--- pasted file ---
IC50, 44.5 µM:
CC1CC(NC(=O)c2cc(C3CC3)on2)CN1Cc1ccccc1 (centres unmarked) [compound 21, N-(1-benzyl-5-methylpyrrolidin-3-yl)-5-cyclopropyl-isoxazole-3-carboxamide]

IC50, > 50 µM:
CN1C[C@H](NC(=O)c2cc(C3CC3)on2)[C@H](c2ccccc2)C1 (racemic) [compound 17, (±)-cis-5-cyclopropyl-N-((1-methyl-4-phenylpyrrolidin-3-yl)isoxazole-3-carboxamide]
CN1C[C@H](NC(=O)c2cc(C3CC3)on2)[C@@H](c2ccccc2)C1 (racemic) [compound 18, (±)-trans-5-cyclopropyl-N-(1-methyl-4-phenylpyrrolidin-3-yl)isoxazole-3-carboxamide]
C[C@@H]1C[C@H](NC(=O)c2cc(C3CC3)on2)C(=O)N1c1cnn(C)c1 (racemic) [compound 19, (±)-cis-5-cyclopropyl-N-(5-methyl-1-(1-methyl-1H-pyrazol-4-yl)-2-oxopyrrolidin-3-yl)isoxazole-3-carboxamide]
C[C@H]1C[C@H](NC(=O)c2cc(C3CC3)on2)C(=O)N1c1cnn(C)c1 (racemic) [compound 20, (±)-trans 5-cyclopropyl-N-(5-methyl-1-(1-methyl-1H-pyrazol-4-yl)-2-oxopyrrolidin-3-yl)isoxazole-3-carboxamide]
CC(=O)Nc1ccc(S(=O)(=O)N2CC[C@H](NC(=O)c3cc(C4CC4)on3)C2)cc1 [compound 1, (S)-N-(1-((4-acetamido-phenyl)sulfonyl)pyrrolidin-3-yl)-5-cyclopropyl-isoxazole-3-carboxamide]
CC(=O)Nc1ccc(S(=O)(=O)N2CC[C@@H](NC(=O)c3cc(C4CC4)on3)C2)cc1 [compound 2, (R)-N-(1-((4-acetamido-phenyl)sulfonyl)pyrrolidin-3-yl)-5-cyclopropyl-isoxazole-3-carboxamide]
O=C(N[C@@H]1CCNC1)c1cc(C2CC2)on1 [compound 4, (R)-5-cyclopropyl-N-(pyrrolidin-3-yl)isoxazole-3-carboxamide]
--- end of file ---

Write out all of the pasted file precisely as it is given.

IC50, 44.5 µM:
CC1CC(NC(=O)c2cc(C3CC3)on2)CN1Cc1ccccc1 (centres unmarked) [compound 21, N-(1-benzyl-5-methylpyrrolidin-3-yl)-5-cyclopropyl-isoxazole-3-carboxamide]

IC50, > 50 µM:
CN1C[C@H](NC(=O)c2cc(C3CC3)on2)[C@H](c2ccccc2)C1 (racemic) [compound 17, (±)-cis-5-cyclopropyl-N-((1-methyl-4-phenylpyrrolidin-3-yl)isoxazole-3-carboxamide]
CN1C[C@H](NC(=O)c2cc(C3CC3)on2)[C@@H](c2ccccc2)C1 (racemic) [compound 18, (±)-trans-5-cyclopropyl-N-(1-methyl-4-phenylpyrrolidin-3-yl)isoxazole-3-carboxamide]
C[C@@H]1C[C@H](NC(=O)c2cc(C3CC3)on2)C(=O)N1c1cnn(C)c1 (racemic) [compound 19, (±)-cis-5-cyclopropyl-N-(5-methyl-1-(1-methyl-1H-pyrazol-4-yl)-2-oxopyrrolidin-3-yl)isoxazole-3-carboxamide]
C[C@H]1C[C@H](NC(=O)c2cc(C3CC3)on2)C(=O)N1c1cnn(C)c1 (racemic) [compound 20, (±)-trans 5-cyclopropyl-N-(5-methyl-1-(1-methyl-1H-pyrazol-4-yl)-2-oxopyrrolidin-3-yl)isoxazole-3-carboxamide]
CC(=O)Nc1ccc(S(=O)(=O)N2CC[C@H](NC(=O)c3cc(C4CC4)on3)C2)cc1 [compound 1, (S)-N-(1-((4-acetamido-phenyl)sulfonyl)pyrrolidin-3-yl)-5-cyclopropyl-isoxazole-3-carboxamide]
CC(=O)Nc1ccc(S(=O)(=O)N2CC[C@@H](NC(=O)c3cc(C4CC4)on3)C2)cc1 [compound 2, (R)-N-(1-((4-acetamido-phenyl)sulfonyl)pyrrolidin-3-yl)-5-cyclopropyl-isoxazole-3-carboxamide]
O=C(N[C@@H]1CCNC1)c1cc(C2CC2)on1 [compound 4, (R)-5-cyclopropyl-N-(pyrrolidin-3-yl)isoxazole-3-carboxamide]